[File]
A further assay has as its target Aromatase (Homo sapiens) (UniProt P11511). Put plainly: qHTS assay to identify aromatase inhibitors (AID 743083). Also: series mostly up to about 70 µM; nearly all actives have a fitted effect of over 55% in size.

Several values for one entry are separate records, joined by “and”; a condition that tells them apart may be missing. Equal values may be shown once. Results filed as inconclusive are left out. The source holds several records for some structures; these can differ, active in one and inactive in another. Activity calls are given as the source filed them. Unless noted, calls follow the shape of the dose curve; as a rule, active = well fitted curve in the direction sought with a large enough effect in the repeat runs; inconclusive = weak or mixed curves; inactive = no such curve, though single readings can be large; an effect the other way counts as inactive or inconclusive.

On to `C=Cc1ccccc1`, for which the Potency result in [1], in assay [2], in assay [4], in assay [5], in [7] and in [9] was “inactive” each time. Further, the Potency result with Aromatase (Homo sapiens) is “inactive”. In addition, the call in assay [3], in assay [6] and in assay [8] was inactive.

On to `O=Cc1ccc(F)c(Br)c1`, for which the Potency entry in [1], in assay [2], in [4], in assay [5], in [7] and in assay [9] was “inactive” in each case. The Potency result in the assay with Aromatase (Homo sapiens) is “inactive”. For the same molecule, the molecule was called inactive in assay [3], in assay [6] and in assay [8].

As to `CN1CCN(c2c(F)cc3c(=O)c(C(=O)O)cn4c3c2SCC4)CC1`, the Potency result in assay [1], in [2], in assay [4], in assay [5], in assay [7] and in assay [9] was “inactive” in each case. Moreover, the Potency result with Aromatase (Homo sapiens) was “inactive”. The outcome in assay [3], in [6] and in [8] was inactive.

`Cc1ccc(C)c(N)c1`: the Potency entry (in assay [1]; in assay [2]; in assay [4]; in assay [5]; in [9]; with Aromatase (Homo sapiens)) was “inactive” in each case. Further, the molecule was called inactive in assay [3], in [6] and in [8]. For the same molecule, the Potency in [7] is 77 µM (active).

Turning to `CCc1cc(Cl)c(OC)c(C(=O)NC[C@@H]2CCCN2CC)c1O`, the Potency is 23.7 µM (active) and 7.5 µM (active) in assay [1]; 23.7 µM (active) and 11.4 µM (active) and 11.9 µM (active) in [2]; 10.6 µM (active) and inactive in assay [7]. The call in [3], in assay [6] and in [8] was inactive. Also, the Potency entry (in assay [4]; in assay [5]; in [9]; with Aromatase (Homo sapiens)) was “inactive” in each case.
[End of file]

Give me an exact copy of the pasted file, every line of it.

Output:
A further assay has as its target Aromatase (Homo sapiens) (UniProt P11511). Put plainly: qHTS assay to identify aromatase inhibitors (AID 743083). Also: series mostly up to about 70 µM; nearly all actives have a fitted effect of over 55% in size.

Several values for one entry are separate records, joined by “and”; a condition that tells them apart may be missing. Equal values may be shown once. Results filed as inconclusive are left out. The source holds several records for some structures; these can differ, active in one and inactive in another. Activity calls are given as the source filed them. Unless noted, calls follow the shape of the dose curve; as a rule, active = well fitted curve in the direction sought with a large enough effect in the repeat runs; inconclusive = weak or mixed curves; inactive = no such curve, though single readings can be large; an effect the other way counts as inactive or inconclusive.

On to `C=Cc1ccccc1`, for which the Potency result in [1], in assay [2], in assay [4], in assay [5], in [7] and in [9] was “inactive” each time. Further, the Potency result with Aromatase (Homo sapiens) is “inactive”. In addition, the call in assay [3], in assay [6] and in assay [8] was inactive.

On to `O=Cc1ccc(F)c(Br)c1`, for which the Potency entry in [1], in assay [2], in [4], in assay [5], in [7] and in assay [9] was “inactive” in each case. The Potency result in the assay with Aromatase (Homo sapiens) is “inactive”. For the same molecule, the molecule was called inactive in assay [3], in assay [6] and in assay [8].

As to `CN1CCN(c2c(F)cc3c(=O)c(C(=O)O)cn4c3c2SCC4)CC1`, the Potency result in assay [1], in [2], in assay [4], in assay [5], in assay [7] and in assay [9] was “inactive” in each case. Moreover, the Potency result with Aromatase (Homo sapiens) was “inactive”. The outcome in assay [3], in [6] and in [8] was inactive.

`Cc1ccc(C)c(N)c1`: the Potency entry (in assay [1]; in assay [2]; in assay [4]; in assay [5]; in [9]; with Aromatase (Homo sapiens)) was “inactive” in each case. Further, the molecule was called inactive in assay [3], in [6] and in [8]. For the same molecule, the Potency in [7] is 77 µM (active).

Turning to `CCc1cc(Cl)c(OC)c(C(=O)NC[C@@H]2CCCN2CC)c1O`, the Potency is 23.7 µM (active) and 7.5 µM (active) in assay [1]; 23.7 µM (active) and 11.4 µM (active) and 11.9 µM (active) in [2]; 10.6 µM (active) and inactive in assay [7]. The call in [3], in assay [6] and in [8] was inactive. Also, the Potency entry (in assay [4]; in assay [5]; in [9]; with Aromatase (Homo sapiens)) was “inactive” in each case.